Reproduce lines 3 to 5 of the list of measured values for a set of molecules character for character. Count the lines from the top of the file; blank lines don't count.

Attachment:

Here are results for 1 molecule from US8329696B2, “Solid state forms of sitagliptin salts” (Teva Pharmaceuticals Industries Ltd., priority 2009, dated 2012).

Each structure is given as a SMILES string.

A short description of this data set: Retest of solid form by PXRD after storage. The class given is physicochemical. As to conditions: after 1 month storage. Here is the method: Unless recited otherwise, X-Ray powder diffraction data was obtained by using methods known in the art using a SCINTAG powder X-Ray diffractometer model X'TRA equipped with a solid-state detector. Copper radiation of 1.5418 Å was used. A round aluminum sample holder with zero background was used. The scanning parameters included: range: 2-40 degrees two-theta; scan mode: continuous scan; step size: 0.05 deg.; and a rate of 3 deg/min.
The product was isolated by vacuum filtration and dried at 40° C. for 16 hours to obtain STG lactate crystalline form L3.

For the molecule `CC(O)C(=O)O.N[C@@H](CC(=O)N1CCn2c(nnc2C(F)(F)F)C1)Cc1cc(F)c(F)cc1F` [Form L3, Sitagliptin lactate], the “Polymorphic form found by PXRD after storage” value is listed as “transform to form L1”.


A short description of this data set: Retest of solid form by PXRD after storage. The class given is physicochemical. As to conditions: after 1 month storage. Here is the method: Unless recited otherwise, X-Ray powder diffraction data was obtained by using methods known in the art using a SCINTAG powder X-Ray diffractometer model X'TRA equipped with a solid-state detector. Copper radiation of 1.5418 Å was used. A round aluminum sample holder with zero background was used. The scanning parameters included: range: 2-40 degrees two-theta; scan mode: continuous scan; step size: 0.05 deg.; and a rate of 3 deg/min.
The product was isolated by vacuum filtration and dried at 40° C. for 16 hours to obtain STG lactate crystalline form L3.

For the molecule `CC(O)C(=O)O.N[C@@H](CC(=O)N1CCn2c(nnc2C(F)(F)F)C1)Cc1cc(F)c(F)cc1F` [Form L3, Sitagliptin lactate], the “Polymorphic form found by PXRD after storage” value is listed as “transform to form L1”.